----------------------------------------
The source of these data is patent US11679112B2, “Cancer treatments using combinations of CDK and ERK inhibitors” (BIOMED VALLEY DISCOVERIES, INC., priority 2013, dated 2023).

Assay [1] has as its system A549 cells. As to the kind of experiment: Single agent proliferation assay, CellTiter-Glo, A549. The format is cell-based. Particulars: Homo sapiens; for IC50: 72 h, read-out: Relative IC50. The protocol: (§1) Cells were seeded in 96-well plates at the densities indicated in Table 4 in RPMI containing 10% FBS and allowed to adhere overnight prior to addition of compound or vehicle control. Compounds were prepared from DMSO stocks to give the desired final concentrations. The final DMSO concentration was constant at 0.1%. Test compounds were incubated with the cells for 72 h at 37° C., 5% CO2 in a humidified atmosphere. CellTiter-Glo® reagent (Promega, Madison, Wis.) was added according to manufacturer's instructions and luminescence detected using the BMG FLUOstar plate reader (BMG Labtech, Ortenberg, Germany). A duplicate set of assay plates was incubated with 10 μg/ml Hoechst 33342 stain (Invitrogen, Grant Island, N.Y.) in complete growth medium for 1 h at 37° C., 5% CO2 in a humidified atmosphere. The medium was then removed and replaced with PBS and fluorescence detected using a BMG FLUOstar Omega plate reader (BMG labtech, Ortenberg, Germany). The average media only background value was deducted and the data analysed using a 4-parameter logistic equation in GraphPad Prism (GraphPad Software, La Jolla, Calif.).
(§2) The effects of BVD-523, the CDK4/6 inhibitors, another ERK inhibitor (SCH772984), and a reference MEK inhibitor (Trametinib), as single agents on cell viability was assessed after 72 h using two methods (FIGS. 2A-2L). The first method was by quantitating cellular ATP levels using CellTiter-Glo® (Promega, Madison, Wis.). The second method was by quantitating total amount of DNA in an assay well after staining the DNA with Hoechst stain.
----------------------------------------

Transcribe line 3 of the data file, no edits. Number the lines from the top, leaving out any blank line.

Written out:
(§2) The effects of BVD-523, the CDK4/6 inhibitors, another ERK inhibitor (SCH772984), and a reference MEK inhibitor (Trametinib), as single agents on cell viability was assessed after 72 h using two methods (FIGS. 2A-2L). The first method was by quantitating cellular ATP levels using CellTiter-Glo® (Promega, Madison, Wis.). The second method was by quantitating total amount of DNA in an assay well after staining the DNA with Hoechst stain.